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Sacramento deputy under investigation after using disabled parking

A screen grab taken from a Fox40 video shows a Sacramento Country sheriff’s deputy exiting a Circle K store and preparing to get into her squad car, which was parked in a spot reserved for vehicles displaying proper permits.
A screen grab taken from a Fox40 video shows a Sacramento Country sheriff’s deputy exiting a Circle K store and preparing to get into her squad car, which was parked in a spot reserved for vehicles displaying proper permits. Fox40

A Sacramento County sheriff’s deputy is under investigation after a man caught the officer parking her patrol car in a disabled parking space as she made a snack run into a North Highlands convenience store.

The deputy, who was not immediately identified, has worked with the Sheriff’s Department for 27 years, 15 as a sworn officer. Violating the department’s codes of conduct – and the law – could get her fired, Undersheriff James Lewis said Wednesday.

Lewis said he was “completely disappointed” when he saw the video, taken with a cellphone by a concerned citizen who watched as the deputy pulled into a disabled parking space, got out of her cruiser and walked into the store to buy snacks. She didn’t look like she was on a call, the man told Fox40. So, he started recording.

The video, which Fox40 brought to the attention of the Sheriff’s Department this week, focuses on a patrol car parked in a disabled space outside the Circle K on Hemlock Street near Auburn Boulevard. The officer can be seen smiling as she gets back behind the wheel, a plastic bag slung over her arm and a drink container in her hand.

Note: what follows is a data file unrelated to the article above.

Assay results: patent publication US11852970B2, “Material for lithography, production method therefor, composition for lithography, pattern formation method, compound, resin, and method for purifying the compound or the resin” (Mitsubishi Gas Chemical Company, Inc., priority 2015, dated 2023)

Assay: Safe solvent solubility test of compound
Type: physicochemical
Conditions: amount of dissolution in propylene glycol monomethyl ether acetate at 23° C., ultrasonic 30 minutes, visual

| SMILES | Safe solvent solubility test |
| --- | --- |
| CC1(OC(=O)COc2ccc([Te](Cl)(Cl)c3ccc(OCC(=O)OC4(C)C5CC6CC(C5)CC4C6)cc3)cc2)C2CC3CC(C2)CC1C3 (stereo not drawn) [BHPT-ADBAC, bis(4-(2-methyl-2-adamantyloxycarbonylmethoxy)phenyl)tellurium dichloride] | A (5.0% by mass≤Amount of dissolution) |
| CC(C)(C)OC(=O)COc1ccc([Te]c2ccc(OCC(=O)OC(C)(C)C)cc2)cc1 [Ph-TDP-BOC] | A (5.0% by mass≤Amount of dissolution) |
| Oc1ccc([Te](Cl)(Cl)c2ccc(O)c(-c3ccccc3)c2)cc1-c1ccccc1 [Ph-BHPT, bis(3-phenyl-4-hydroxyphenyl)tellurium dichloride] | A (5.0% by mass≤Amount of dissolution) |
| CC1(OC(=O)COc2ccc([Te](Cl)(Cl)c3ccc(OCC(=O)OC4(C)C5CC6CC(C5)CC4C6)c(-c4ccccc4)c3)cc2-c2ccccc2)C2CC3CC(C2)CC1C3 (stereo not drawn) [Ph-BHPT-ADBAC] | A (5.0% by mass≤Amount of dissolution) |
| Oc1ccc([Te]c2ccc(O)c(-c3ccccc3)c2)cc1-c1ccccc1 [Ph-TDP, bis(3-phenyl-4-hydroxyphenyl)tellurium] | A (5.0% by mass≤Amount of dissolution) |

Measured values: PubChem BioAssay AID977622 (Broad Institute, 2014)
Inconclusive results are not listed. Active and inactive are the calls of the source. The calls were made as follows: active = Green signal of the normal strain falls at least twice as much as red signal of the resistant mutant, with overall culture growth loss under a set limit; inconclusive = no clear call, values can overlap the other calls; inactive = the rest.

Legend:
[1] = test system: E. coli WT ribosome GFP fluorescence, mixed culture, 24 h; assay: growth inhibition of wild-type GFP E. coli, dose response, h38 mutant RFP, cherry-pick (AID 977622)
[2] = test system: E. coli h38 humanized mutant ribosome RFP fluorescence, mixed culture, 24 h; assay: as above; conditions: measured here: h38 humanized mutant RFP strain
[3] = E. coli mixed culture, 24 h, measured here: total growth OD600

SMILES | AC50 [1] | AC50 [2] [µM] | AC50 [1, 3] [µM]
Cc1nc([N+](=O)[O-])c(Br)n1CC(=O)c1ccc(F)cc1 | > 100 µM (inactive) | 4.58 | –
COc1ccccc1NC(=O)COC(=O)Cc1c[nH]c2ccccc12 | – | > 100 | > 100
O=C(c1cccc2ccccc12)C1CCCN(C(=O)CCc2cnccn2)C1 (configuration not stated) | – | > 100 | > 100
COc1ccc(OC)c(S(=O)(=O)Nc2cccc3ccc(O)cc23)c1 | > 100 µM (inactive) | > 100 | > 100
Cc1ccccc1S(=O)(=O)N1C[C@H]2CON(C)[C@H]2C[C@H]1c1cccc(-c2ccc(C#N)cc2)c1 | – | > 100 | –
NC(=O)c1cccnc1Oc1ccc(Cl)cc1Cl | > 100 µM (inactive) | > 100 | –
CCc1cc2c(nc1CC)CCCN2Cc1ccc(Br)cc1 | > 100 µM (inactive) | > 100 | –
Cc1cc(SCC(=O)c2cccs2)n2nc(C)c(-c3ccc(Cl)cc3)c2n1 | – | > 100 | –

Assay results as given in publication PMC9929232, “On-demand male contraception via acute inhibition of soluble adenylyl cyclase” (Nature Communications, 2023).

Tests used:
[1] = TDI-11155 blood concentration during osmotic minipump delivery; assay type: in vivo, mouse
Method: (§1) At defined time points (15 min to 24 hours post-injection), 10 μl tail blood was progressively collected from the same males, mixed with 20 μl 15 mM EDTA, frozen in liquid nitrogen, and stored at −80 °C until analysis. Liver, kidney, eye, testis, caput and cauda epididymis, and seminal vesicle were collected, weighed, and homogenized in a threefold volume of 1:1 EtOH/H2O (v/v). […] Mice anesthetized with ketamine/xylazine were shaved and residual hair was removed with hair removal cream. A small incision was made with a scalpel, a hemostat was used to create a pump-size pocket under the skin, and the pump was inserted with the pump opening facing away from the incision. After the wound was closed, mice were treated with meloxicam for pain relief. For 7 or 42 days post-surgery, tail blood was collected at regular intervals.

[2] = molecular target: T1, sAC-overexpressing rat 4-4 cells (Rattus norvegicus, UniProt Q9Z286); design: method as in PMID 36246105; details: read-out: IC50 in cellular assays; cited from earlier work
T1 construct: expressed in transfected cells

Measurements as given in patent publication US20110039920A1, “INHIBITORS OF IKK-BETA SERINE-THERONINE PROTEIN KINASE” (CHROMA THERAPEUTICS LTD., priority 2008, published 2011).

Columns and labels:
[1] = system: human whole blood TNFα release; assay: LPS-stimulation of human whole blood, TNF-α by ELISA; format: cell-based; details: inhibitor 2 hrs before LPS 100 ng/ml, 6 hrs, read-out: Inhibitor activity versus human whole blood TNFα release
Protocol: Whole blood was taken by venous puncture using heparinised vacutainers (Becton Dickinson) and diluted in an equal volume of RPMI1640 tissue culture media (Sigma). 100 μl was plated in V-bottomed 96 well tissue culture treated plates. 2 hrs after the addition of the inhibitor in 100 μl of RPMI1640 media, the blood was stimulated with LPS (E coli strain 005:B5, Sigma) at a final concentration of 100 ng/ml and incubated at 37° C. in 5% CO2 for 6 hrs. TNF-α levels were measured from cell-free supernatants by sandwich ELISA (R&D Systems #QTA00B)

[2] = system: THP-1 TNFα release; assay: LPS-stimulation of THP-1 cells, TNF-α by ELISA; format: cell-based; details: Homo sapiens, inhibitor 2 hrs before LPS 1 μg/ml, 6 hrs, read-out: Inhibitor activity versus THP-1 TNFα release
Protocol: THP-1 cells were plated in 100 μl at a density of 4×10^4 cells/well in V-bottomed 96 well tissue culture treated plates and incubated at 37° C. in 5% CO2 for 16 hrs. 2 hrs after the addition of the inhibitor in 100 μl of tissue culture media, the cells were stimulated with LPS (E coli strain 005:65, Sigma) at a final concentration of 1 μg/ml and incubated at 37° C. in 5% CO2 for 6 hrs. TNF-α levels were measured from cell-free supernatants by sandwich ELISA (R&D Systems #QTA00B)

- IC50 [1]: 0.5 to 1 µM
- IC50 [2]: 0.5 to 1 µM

“You always park in handicap when you’re not on a call?” the man asked.

“We’re allowed to get breaks,” the deputy said.

But Lewis said when officers are not responding to an urgent call – one that jeopardizes the life or property of a citizen – they’re required to follow traffic laws and regulations.

“There’s really no excuse for that behavior, and, frankly, it’s completely inconsistent to what we’re all about,” Lewis said. “It comes across as arrogance, that we, as a profession, believe we are above the law. I take offense to that. Not just as a law enforcement professional, but as a citizen, I take offense to that.”

The findings of the internal investigation will land on the desk of Sheriff Scott Jones, who will decide what, if any, discipline is appropriate. That could range from an admonishment to termination, Lewis said.

The man who filmed the video asked to remain anonymous and accused the deputy of running his plates after he put his phone away. The sheriff’s office will try to talk to him as well as the deputy in question before making any final determination, Lewis said.

“We need to determine what exactly brought her to that parking lot, what brought her to that Circle K and why she felt she needed to use that parking space to expeditiously get into the store,” Lewis said. “Hopefully, no matter how embarrassing this is to us as a profession, the department will learn from it and use it as a teaching moment of what not to do.”

Call The Bee’s Marissa Lang at (916) 321-1038. Follow her on Twitter at @Marissa_Jae.

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